STAGE REVIEW: The stairway to heaven

PUBLISHED: 12:01 26 August 2019 | UPDATED: 12:07 26 August 2019

Stage performance of Evita at Regents Park Theatre. Photograph: Marc Brenner.

Stage performance of Evita at Regents Park Theatre. Photograph: Marc Brenner.

Archant

TIM WALKER reviews Evita at Regent's Park Theatre and gives the performance five stars.

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Stage performance of Evita at Regents Park Theatre. Photograph: Marc Brenner.Stage performance of Evita at Regents Park Theatre. Photograph: Marc Brenner.

Jamie Lloyd's revival of Evita is played out on a stage taken up entirely by a staircase that leads up to the rusting capital letters E, V, I, T and A. Striking, for sure, but at first glance I found myself fretting about practicalities. How on earth is this going to allow for location changes, and, on such a confining and vertiginous space, the big dance routines?

Of course, Lloyd and his designer Soutra Gilmour know exactly what they are doing. The staircase is a symbol of the ascent of a girl born into a poverty-stricken family in rural Argentina to power and glory as the wife of the country's leader, Juan Perón. The staircase actually gives the production a big screen feel: the action is figuratively and physically played out on multiple levels.

Metal and concrete is something of a hallmark of a Lloyd production - one thinks of the woefully under-rated Urinetown and his Macbeth with James McAvoy - and the idea is clearly always to strip productions down to their foundations and get to the nub of what they are saying.

Lloyd has clearly decided Tim Rice and Andrew Lloyd Webber's old Seventies musical is about sex. It's what attracts Samantha Pauly in the title role to Ektor Rivera's charismatic Juan Perón, and, in turn, it's what attracts Argentina to them as a couple.

Stage performance of Evita at Regents Park Theatre. Photograph: Marc Brenner.Stage performance of Evita at Regents Park Theatre. Photograph: Marc Brenner.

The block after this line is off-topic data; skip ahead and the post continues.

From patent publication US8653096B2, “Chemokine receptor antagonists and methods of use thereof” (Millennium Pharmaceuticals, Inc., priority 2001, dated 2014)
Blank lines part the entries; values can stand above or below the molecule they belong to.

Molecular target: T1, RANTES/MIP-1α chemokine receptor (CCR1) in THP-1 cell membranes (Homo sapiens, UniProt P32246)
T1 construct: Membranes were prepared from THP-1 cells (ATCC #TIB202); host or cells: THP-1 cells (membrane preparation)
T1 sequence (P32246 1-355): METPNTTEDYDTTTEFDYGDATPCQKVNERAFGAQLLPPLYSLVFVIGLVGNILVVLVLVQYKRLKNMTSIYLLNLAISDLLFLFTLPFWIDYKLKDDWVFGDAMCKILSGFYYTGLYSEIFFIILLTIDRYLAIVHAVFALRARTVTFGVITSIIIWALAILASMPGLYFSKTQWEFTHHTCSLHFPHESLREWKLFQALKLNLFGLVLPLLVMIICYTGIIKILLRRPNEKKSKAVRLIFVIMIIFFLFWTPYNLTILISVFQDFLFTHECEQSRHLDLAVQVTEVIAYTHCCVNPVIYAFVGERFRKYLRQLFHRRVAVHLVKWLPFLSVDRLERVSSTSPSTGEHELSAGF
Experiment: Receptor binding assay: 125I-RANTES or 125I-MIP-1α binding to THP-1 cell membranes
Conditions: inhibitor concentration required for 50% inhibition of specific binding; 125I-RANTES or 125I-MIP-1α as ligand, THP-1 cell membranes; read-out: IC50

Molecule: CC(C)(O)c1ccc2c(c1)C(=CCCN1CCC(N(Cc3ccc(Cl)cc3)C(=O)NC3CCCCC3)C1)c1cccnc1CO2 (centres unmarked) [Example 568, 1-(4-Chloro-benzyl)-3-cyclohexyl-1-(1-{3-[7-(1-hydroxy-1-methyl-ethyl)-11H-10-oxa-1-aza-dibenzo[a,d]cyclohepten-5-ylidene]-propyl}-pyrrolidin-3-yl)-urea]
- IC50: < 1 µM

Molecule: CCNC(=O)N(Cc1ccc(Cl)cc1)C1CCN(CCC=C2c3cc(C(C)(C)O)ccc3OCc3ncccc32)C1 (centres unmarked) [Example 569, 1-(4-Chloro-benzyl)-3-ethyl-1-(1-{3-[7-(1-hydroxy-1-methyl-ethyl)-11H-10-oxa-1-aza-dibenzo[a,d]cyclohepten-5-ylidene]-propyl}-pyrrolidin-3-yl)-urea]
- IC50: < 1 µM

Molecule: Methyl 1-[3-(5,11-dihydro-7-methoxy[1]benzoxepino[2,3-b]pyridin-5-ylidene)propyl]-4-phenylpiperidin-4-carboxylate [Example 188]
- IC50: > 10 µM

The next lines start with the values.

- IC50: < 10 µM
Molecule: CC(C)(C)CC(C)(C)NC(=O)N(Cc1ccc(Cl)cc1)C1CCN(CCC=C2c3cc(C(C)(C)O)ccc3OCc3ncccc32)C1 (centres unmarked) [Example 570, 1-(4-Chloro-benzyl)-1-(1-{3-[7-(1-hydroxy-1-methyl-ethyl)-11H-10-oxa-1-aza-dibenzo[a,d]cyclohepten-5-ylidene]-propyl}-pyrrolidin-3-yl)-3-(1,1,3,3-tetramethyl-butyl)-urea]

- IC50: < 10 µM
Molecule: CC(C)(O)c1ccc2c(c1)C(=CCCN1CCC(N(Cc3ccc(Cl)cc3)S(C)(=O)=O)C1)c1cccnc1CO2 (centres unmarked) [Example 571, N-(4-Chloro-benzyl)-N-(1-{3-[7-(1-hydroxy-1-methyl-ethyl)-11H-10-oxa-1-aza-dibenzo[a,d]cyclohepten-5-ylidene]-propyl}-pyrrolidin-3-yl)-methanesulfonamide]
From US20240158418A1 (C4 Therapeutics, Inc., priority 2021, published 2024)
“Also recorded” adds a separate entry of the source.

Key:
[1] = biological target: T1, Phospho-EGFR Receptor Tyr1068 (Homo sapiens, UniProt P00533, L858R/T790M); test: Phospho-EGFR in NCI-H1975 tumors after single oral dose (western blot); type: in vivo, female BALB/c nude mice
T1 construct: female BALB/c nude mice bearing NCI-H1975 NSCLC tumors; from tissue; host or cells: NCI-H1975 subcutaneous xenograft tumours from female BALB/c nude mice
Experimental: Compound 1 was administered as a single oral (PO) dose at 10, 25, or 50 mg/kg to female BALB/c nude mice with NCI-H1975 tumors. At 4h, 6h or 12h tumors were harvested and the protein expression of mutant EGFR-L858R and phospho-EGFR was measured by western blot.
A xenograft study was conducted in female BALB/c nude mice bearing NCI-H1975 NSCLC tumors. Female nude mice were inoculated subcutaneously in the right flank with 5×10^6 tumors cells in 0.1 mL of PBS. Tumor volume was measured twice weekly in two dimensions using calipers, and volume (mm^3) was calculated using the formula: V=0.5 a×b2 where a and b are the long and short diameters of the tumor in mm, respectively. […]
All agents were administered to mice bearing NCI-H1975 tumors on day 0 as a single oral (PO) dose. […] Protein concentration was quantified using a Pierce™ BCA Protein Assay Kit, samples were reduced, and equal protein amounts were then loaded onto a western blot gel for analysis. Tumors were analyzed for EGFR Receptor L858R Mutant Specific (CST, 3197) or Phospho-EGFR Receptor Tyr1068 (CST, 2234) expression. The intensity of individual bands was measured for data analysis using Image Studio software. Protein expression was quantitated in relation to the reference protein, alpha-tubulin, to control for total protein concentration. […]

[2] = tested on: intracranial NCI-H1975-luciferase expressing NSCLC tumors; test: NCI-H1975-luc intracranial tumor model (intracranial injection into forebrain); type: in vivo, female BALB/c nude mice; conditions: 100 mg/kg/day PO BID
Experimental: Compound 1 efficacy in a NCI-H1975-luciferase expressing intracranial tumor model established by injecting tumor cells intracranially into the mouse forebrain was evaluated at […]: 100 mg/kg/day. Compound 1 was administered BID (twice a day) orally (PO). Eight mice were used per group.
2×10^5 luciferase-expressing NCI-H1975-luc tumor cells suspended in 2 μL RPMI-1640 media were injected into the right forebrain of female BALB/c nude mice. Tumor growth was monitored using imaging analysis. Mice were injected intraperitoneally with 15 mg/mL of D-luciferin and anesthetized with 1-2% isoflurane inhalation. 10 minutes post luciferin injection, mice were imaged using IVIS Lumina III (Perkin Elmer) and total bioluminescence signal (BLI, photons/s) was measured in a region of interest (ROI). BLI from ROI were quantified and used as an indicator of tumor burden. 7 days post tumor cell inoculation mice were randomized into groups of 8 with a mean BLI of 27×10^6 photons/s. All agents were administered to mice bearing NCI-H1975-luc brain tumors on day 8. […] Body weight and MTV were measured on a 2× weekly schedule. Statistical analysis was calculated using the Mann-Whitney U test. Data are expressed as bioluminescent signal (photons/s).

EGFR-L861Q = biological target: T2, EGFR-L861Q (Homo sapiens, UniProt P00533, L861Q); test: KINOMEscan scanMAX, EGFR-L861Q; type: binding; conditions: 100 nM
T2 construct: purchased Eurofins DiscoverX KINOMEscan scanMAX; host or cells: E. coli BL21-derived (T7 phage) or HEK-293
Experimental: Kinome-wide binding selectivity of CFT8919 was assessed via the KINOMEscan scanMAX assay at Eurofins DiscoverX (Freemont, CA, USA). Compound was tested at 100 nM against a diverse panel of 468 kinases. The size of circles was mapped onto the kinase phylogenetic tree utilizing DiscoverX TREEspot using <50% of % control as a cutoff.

The two principals exude sex appeal and so does the whole ensemble, which includes such gifted and passionate performers as Jon Tsouras, Felipe Bejarano and Bree Smith. Trent Saunders adds ballast to the proceedings as the narrator Che and there is a wickedly funny turn along the way from Chanai Owusu-Ansah as a venal and precocious little child.

Evita is a funny old musical not least because it starts off with a funeral and the morality of its central character is somewhat questionable, but this is the one Tim Rice/Andrew Lloyd Webber collaboration where there isn't just one memorable big number, but a whole suitcase full of them. I fancy Rice has never tried harder in his life to make a musical work because this one was very much his idea and Lloyd Webber had not initially been very keen on it.

It's always most associated with Don't Cry for Me Argentina, but it's some of the more brittle and cynical standards like And The Money Kept Rolling In and Oh What a Circus that always strike me as the most effective. There is some proper, grown-up acting required, too, from Pauly and Rivera as they come to terms with mortality and what it is that really matters in life.

Lloyd's is a very modern and innovative Evita. It is a riot of colour and movement and outrageous pyrotechnics and it's a magnificent success. I sat not far from Rice on the first night and it was pleasing to see his expression go from an initial look of apprehension to one of beatific joy. In true theatrical tradition, Regent's Park Open Air Theatre has saved the best till last in its summer season.

- Evita runs until 21st September at the Regent's Park Theatre.

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